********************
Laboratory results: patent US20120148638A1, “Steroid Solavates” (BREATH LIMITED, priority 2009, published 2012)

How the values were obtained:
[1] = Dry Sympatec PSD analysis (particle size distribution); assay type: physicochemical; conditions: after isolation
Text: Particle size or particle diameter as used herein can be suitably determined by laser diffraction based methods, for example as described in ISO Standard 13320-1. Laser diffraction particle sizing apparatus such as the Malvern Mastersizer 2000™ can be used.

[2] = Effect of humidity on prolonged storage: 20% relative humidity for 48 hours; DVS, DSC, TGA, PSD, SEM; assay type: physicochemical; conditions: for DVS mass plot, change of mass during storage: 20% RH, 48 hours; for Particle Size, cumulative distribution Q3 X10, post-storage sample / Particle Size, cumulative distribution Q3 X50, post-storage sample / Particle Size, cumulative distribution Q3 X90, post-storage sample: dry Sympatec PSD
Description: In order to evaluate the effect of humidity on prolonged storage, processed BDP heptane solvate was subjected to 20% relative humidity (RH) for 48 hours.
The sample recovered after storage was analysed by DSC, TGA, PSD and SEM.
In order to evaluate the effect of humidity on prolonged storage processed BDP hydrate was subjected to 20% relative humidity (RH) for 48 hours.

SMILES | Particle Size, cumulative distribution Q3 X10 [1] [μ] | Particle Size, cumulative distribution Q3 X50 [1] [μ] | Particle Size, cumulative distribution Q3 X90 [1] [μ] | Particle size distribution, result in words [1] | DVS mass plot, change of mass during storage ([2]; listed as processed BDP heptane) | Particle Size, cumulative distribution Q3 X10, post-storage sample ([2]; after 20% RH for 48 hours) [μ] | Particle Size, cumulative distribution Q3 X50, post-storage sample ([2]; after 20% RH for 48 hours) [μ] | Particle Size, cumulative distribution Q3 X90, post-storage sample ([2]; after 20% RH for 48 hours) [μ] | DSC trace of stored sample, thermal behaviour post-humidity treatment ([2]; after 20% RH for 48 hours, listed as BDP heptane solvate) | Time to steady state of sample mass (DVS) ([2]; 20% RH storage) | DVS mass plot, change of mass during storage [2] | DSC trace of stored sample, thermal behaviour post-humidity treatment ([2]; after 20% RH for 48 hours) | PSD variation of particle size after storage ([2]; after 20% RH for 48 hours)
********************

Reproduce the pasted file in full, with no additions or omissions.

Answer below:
Laboratory results: patent US20120148638A1, “Steroid Solavates” (BREATH LIMITED, priority 2009, published 2012)

How the values were obtained:
[1] = Dry Sympatec PSD analysis (particle size distribution); assay type: physicochemical; conditions: after isolation
Text: Particle size or particle diameter as used herein can be suitably determined by laser diffraction based methods, for example as described in ISO Standard 13320-1. Laser diffraction particle sizing apparatus such as the Malvern Mastersizer 2000™ can be used.

[2] = Effect of humidity on prolonged storage: 20% relative humidity for 48 hours; DVS, DSC, TGA, PSD, SEM; assay type: physicochemical; conditions: for DVS mass plot, change of mass during storage: 20% RH, 48 hours; for Particle Size, cumulative distribution Q3 X10, post-storage sample / Particle Size, cumulative distribution Q3 X50, post-storage sample / Particle Size, cumulative distribution Q3 X90, post-storage sample: dry Sympatec PSD
Description: In order to evaluate the effect of humidity on prolonged storage, processed BDP heptane solvate was subjected to 20% relative humidity (RH) for 48 hours.
The sample recovered after storage was analysed by DSC, TGA, PSD and SEM.
In order to evaluate the effect of humidity on prolonged storage processed BDP hydrate was subjected to 20% relative humidity (RH) for 48 hours.

SMILES | Particle Size, cumulative distribution Q3 X10 [1] [μ] | Particle Size, cumulative distribution Q3 X50 [1] [μ] | Particle Size, cumulative distribution Q3 X90 [1] [μ] | Particle size distribution, result in words [1] | DVS mass plot, change of mass during storage ([2]; listed as processed BDP heptane) | Particle Size, cumulative distribution Q3 X10, post-storage sample ([2]; after 20% RH for 48 hours) [μ] | Particle Size, cumulative distribution Q3 X50, post-storage sample ([2]; after 20% RH for 48 hours) [μ] | Particle Size, cumulative distribution Q3 X90, post-storage sample ([2]; after 20% RH for 48 hours) [μ] | DSC trace of stored sample, thermal behaviour post-humidity treatment ([2]; after 20% RH for 48 hours, listed as BDP heptane solvate) | Time to steady state of sample mass (DVS) ([2]; 20% RH storage) | DVS mass plot, change of mass during storage [2] | DSC trace of stored sample, thermal behaviour post-humidity treatment ([2]; after 20% RH for 48 hours) | PSD variation of particle size after storage ([2]; after 20% RH for 48 hours)